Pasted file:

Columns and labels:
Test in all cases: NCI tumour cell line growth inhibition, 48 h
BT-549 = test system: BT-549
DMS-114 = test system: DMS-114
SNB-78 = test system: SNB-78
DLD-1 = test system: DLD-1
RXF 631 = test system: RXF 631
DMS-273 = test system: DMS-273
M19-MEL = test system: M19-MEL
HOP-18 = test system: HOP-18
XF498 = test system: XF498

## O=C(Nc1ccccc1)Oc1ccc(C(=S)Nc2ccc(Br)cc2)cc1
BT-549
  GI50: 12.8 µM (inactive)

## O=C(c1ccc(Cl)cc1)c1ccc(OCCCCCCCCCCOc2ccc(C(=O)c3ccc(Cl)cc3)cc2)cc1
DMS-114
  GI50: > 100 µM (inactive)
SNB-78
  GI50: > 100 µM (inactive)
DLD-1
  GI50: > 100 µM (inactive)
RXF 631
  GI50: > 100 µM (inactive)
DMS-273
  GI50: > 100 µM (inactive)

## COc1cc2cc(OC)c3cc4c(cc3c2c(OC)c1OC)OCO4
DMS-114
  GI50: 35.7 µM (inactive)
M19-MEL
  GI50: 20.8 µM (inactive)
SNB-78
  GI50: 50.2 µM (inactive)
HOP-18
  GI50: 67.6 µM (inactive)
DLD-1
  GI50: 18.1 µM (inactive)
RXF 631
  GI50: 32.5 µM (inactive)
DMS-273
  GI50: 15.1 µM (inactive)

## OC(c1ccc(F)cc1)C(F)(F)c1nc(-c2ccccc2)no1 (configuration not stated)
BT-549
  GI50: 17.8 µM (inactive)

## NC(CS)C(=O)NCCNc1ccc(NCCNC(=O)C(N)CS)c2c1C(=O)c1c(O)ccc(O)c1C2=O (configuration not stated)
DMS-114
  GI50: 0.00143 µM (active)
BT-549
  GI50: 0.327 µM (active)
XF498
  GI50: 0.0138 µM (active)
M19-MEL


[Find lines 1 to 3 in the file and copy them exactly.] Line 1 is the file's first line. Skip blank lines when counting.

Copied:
Columns and labels:
Test in all cases: NCI tumour cell line growth inhibition, 48 h
BT-549 = test system: BT-549